Shining a bright light into the dark corners of the shadow-world of literary scams, schemes, and pitfalls. Also providing advice for writers and industry news and commentary. Writer Beware is sponsored by the Science Fiction and Fantasy Writers of America, Inc.

November 7, 2014

Solicitation Alert: LitFire Publishing

Posted by Victoria Strauss for Writer Beware
EDITED 11/11/14 TO ADD: Either as a result of this post or of the accompanying discussion at Absolute Write (which includes a lot more speculation and information about possible LitFire staff names and aliases), changes have begun to appear on the LitFire website. I've therefore appended a bunch of screenshots at the bottom of this post.


A few weeks ago, I began hearing from writers who'd been solicited, out of the blue, by a company called LitFire Publishing. In some cases by phone, in others by email, a LitFire "consultant" claimed to have received or seen information about the writers' books (or even to have read them), and wanted to offer a wonderful marketing opportunity--for, of course, a four-figure fee.

Here's how LitFire describes itself and its services (also see the screenshot at the bottom of this post):
Founded in 2008, LitFire allows authors to skip the hassles of traditional publishing. The company started out as a publisher of digital books. With hundreds of published titles and more than 50 publishing partners, we have learned how to succeed and soar in the eBook market. In 2014, LitFire expanded its horizon by offering self-publishing. Today, we offer all the services you would expect from a traditional publishing house – from editorial to design to promotion. Our goal is to help independent authors and self-publishers bring their book production and marketing goals to fruition.
In other words, LitFire is one of those outfits that offers publishing packages, but makes much of its profit from hawking adjunct services such as marketing.

Cold-call solicitations, hard-sell sales tactics (writers report receiving repeated phone calls and emails), expensive publishing packages with silly names, absurdly overpriced "marketing" services: are you detecting more than a whiff of Author Solutions, the much-criticized self-publishing service conglomerate that owns AuthorHouse, iUniverse, Xlibris, and Trafford, among others?

In fact, at least four of LitFire's "consultants"--Portia Peterson, Tori Mesh, KC Normanns, and Mark Advent (also see the screenshots at the bottom of this post)--are or were employees of Author Solutions imprints. And LitFire's publishing agreement bears many similarities to an older AuthorHouse agreement (from 2012; the most recent agreement, which is much more complicated, was revised in 2014). Compare, for instance, AuthorHouse's Clause 18, Termination by Service Provider, to the last paragraph of LitFire's Clause 14, Refunds and Work Termination.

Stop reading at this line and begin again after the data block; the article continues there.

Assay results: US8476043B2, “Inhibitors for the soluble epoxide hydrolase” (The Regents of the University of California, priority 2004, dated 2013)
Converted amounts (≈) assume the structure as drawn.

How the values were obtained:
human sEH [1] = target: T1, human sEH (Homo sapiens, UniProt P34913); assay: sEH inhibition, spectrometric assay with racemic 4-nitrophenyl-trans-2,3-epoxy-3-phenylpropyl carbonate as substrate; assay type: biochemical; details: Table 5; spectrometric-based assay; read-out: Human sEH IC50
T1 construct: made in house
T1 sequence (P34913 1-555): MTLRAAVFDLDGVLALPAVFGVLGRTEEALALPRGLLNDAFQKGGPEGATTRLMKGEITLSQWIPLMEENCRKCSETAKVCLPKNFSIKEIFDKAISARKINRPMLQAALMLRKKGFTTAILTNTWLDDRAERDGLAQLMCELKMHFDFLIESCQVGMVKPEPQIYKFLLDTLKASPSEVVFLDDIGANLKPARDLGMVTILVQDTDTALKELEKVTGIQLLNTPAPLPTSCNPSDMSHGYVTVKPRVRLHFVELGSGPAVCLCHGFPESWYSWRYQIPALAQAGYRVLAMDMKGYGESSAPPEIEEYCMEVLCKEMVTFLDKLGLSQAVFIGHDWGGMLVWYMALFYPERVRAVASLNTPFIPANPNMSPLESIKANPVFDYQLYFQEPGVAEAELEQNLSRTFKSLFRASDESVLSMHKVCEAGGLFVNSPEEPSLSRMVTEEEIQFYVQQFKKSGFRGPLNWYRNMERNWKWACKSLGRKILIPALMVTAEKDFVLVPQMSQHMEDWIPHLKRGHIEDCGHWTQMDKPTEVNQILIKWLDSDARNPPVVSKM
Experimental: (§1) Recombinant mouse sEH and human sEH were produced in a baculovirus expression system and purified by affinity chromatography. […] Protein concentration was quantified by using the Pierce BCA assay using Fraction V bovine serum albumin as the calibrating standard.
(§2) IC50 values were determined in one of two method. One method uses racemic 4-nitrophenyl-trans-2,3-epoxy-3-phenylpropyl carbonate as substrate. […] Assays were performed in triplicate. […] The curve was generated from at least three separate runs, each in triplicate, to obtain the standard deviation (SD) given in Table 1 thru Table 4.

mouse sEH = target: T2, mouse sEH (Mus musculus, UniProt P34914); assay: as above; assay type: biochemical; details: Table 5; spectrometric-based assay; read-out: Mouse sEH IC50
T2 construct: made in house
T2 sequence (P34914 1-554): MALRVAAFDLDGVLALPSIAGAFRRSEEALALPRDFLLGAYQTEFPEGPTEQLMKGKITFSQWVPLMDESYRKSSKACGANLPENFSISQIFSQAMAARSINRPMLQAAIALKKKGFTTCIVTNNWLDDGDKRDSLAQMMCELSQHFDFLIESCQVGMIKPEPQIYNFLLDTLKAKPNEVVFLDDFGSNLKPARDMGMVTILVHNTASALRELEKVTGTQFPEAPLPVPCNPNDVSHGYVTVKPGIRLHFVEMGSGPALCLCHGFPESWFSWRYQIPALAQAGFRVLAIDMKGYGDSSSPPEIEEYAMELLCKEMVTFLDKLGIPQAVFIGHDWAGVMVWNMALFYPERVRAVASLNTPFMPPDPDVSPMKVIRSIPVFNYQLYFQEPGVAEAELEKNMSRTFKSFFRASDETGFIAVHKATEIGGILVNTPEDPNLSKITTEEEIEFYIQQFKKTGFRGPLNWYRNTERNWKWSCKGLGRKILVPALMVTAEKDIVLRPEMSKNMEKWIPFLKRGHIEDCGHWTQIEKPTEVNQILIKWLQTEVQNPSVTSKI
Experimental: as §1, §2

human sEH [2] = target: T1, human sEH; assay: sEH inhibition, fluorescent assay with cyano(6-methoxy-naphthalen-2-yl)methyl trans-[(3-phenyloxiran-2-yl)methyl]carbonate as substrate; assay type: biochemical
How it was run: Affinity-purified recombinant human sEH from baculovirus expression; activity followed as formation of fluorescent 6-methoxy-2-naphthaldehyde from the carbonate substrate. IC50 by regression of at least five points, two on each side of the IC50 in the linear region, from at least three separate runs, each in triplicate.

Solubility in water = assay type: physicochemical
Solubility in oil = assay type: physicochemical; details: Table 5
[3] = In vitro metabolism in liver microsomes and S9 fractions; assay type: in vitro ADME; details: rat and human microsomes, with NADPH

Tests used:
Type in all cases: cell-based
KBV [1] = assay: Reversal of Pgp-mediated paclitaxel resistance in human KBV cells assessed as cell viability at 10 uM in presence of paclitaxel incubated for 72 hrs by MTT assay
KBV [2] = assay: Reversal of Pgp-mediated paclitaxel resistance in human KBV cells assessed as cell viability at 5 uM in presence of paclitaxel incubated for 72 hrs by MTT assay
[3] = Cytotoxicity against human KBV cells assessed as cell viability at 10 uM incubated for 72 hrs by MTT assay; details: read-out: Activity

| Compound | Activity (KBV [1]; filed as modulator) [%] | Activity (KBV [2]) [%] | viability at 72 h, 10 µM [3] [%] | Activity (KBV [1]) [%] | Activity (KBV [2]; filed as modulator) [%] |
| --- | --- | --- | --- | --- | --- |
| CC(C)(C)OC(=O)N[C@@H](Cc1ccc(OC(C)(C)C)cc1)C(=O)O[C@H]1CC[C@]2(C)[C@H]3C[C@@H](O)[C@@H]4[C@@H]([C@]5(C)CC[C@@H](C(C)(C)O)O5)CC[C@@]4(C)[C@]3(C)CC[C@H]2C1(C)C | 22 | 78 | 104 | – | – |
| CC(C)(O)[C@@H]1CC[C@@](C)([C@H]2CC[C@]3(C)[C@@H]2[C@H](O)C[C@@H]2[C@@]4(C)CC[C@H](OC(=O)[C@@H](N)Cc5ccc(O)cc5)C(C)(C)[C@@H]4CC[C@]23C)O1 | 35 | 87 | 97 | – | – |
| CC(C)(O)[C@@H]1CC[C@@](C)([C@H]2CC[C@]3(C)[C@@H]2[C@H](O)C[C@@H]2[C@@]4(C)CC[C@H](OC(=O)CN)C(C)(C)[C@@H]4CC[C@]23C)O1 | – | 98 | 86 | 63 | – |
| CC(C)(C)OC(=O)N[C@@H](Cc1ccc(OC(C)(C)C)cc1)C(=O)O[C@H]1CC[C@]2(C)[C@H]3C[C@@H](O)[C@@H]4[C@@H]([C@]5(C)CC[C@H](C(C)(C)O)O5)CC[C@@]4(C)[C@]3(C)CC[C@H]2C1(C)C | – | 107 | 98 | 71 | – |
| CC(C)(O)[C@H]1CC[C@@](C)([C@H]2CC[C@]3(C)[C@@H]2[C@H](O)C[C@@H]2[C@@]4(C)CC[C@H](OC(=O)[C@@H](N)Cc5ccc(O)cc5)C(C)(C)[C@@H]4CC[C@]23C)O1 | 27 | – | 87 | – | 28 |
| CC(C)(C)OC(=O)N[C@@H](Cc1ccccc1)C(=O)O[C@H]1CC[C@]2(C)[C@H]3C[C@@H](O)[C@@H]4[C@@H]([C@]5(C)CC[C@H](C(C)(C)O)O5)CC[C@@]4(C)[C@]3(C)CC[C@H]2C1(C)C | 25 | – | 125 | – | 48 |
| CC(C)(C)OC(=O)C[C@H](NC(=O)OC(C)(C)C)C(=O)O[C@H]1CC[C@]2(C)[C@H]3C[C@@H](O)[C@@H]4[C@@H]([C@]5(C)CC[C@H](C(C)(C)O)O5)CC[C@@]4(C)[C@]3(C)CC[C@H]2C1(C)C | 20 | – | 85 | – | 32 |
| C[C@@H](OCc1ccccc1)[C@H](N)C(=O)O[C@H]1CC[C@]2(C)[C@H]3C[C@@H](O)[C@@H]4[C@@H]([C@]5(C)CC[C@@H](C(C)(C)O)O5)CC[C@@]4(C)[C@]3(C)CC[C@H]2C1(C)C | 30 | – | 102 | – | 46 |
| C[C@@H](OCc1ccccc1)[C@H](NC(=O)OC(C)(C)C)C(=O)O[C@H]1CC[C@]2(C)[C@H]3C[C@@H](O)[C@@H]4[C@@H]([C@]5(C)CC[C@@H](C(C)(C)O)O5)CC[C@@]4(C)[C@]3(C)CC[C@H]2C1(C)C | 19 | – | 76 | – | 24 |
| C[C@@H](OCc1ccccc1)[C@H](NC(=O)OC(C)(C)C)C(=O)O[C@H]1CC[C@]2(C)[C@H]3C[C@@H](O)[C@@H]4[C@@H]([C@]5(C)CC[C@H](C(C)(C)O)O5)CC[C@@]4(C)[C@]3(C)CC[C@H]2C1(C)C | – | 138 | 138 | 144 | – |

But there are reasons other than possible Author Solutions connections to be wary of this company.

- False or conflicting claims. Of the "hundreds of published titles" and "more than 50 publishing partners" claimed in LitFire's description of itself, there is no trace.

Eight books appear on Litfire's website, only one of which seems actually to have been published by LitFire. That one shows up on Amazon, along with just two others. A few more surface with a websearch (interestingly, these also show up--with different ISBNs--as having been published by Author Solutions imprints). All in all, that's seven titles. Total.

LitFire also appears to be confused about how long it's been in business. Its website claims a 2008 founding date, but its URL was only registered in June of this year. On the other hand, according to one of its email communications, it's been around for 8 years, which would push its founding date back to 2006.

- Illiterate written materials. Most of LitFire's website, while it won't win any prizes for business communication, doesn't read too badly. But the LitFire correspondence I've seen...yikes. For example, this email from "Senior Publishing and Marketing Consultant" Tori Mesh:


The most charitable thing I can say is that it reads as if it were written by someone for whom English is not a first language. Tori's resume includes a current or former stint at AuthorHouse UK; we do know that a big portion of Author Solutions business is outsourced to the Philippines, and that Philippine staff use American or British-sounding aliases, presumably to make it seem as if they actually work at AS headquarters in Bloomington, Indiana, but actually resulting in some very odd-sounding names. (See, for instance, this recent Author Solutions marketing pitch.)

Also check out this blog post on, er, craft, from Jill Bennett, LitFire's Book Marketing Specialist. Here's a sample (also see the screenshot at the bottom of this post):
When can one’s writing writhen out a reader’s metaphysical standpoint?